We parted and I continued, up onto the scree itself. Lots of tiny loose gravel. At some points it was a case of one step forward, two steps back. Taking my time I minimised the my slips and reached the top of the scree ok. The route then continued over some more solid ground and across larger rocks. Moving up and onto the final scree slope to the top of the pass I meet a Kiwi section tramper coming down. Pleasantries exchanged we moved on and I spied the top, marked by a large cairn. On reaching it, I let out a holler before realising there were people coming my way from the other side. A group of school leavers having just finished year 12 and out to enjoy the final weeks before uni. They thought my trip was awesome as well and were surprised I didnt cheer harder on reaching the top of the Waiau Pass. They also had a thousand questions and we shared morning tea as I answered them as best I could. I was also shouted to chocolate, thank you very much guys.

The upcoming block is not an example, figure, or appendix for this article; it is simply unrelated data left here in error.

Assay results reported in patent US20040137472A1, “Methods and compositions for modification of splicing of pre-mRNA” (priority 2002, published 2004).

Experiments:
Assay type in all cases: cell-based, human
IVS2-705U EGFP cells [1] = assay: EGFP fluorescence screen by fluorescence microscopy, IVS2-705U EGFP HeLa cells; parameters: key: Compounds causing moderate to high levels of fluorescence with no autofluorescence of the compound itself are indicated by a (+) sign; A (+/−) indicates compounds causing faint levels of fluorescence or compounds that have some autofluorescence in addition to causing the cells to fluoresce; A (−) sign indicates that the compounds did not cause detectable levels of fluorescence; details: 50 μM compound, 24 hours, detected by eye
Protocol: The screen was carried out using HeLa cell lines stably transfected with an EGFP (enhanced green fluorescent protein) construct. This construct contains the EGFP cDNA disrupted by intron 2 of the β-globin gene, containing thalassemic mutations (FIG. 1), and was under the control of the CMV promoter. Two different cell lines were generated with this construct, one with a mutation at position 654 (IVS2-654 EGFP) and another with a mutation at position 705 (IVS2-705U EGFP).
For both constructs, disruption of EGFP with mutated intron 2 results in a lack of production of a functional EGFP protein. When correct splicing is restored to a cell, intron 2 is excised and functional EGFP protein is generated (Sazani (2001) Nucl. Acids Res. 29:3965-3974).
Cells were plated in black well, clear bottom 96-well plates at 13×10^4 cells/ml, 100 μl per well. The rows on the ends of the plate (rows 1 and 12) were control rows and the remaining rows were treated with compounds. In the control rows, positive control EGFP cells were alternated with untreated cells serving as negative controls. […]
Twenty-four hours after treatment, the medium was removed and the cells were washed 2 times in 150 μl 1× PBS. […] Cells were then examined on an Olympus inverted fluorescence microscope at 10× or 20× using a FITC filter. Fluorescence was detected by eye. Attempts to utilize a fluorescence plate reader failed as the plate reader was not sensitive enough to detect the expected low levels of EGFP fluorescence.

Heading down was fine to start with, over rocky but solid ground. An up coming section is talked about quite a lot in the track notes, on blogs etc… as the hardest section in Te Araroa. More of a rock climb than walking I was lead to believe. The build up was palpable as I’d heard so much about it and I was looking forward to see what the trail could throw at me. On reaching the top of a steeper section I wasnt quite sure if this was the spot or not. It looked steep and there would be short sections to down climb using all four limbs but was it didn’t look too bad at all, at least not in comparison to similar sections I’ve walked through in SW Tas. Perhaps there was another spot further on that was the really hard stuff. I got down in no time with little hassle and it was only when looking back up that I recognised that this was in deed the hard section, I’d seen countless images looking up the face on other blogs where some had described their descent as terrifying. I have no wish to big note myself or sat it was really easy but this section doesnt deserve the attention, or being singled out, in the track notes. There have been countless more dodgy sections on the trail. I think if the terrain is steep, trampers are going to take their time to get down safely anyway and the reputation built up around this single feature is not justified. The knee jerking descent all the way to the bottom, some 600 m is more of a danger.